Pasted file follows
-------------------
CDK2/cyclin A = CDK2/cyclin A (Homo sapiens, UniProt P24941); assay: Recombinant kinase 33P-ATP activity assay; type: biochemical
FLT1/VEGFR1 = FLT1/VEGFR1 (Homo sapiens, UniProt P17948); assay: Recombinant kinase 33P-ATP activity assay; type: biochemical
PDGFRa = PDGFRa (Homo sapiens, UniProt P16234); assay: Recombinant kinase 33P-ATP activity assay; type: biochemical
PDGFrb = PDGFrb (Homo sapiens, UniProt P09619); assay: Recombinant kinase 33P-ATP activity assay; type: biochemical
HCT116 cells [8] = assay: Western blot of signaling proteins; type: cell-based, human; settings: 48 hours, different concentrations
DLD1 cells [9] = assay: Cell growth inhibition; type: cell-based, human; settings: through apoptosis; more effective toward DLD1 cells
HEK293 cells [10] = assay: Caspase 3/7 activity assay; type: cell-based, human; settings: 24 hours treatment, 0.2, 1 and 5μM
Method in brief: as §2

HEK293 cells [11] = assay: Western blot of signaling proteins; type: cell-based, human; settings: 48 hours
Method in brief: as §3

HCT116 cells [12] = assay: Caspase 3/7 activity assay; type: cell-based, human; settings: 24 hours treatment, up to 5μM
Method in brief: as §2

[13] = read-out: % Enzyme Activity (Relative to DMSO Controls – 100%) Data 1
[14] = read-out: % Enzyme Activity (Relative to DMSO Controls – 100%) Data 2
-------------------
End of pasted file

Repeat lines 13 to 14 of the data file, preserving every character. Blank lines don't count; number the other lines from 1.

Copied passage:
[13] = read-out: % Enzyme Activity (Relative to DMSO Controls – 100%) Data 1
[14] = read-out: % Enzyme Activity (Relative to DMSO Controls – 100%) Data 2